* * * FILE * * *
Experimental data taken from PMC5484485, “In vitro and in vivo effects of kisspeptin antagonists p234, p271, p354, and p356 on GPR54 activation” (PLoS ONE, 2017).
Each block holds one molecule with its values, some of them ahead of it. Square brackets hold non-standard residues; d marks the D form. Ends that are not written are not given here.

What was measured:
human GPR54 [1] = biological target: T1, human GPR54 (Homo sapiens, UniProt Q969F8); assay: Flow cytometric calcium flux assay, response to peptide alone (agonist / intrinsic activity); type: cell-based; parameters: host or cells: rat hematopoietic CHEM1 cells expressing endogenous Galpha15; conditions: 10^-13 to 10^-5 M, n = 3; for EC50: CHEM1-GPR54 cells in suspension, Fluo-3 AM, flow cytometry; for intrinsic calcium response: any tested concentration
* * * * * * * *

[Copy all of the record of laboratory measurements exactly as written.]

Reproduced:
Experimental data taken from PMC5484485, “In vitro and in vivo effects of kisspeptin antagonists p234, p271, p354, and p356 on GPR54 activation” (PLoS ONE, 2017).
Each block holds one molecule with its values, some of them ahead of it. Square brackets hold non-standard residues; d marks the D form. Ends that are not written are not given here.

What was measured:
human GPR54 [1] = biological target: T1, human GPR54 (Homo sapiens, UniProt Q969F8); assay: Flow cytometric calcium flux assay, response to peptide alone (agonist / intrinsic activity); type: cell-based; parameters: host or cells: rat hematopoietic CHEM1 cells expressing endogenous Galpha15; conditions: 10^-13 to 10^-5 M, n = 3; for EC50: CHEM1-GPR54 cells in suspension, Fluo-3 AM, flow cytometry; for intrinsic calcium response: any tested concentration